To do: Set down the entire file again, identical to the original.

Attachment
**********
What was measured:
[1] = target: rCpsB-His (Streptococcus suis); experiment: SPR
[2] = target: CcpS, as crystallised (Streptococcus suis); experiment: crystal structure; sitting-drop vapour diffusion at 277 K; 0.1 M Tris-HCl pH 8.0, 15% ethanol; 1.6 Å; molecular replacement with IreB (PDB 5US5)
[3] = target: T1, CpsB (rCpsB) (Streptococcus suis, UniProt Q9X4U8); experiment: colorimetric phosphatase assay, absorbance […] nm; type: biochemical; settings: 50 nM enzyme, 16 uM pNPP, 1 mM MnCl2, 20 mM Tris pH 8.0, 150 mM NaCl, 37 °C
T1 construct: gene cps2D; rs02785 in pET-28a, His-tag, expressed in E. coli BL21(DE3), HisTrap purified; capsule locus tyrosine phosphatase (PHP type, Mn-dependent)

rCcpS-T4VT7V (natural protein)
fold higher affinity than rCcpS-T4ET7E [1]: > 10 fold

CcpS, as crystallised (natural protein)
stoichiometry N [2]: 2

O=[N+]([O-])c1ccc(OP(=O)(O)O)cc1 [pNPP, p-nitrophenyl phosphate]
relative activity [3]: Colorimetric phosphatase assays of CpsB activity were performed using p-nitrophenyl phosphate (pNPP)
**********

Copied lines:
What was measured:
[1] = target: rCpsB-His (Streptococcus suis); experiment: SPR
[2] = target: CcpS, as crystallised (Streptococcus suis); experiment: crystal structure; sitting-drop vapour diffusion at 277 K; 0.1 M Tris-HCl pH 8.0, 15% ethanol; 1.6 Å; molecular replacement with IreB (PDB 5US5)
[3] = target: T1, CpsB (rCpsB) (Streptococcus suis, UniProt Q9X4U8); experiment: colorimetric phosphatase assay, absorbance […] nm; type: biochemical; settings: 50 nM enzyme, 16 uM pNPP, 1 mM MnCl2, 20 mM Tris pH 8.0, 150 mM NaCl, 37 °C
T1 construct: gene cps2D; rs02785 in pET-28a, His-tag, expressed in E. coli BL21(DE3), HisTrap purified; capsule locus tyrosine phosphatase (PHP type, Mn-dependent)

rCcpS-T4VT7V (natural protein)
fold higher affinity than rCcpS-T4ET7E [1]: > 10 fold

CcpS, as crystallised (natural protein)
stoichiometry N [2]: 2

O=[N+]([O-])c1ccc(OP(=O)(O)O)cc1 [pNPP, p-nitrophenyl phosphate]
relative activity [3]: Colorimetric phosphatase assays of CpsB activity were performed using p-nitrophenyl phosphate (pNPP)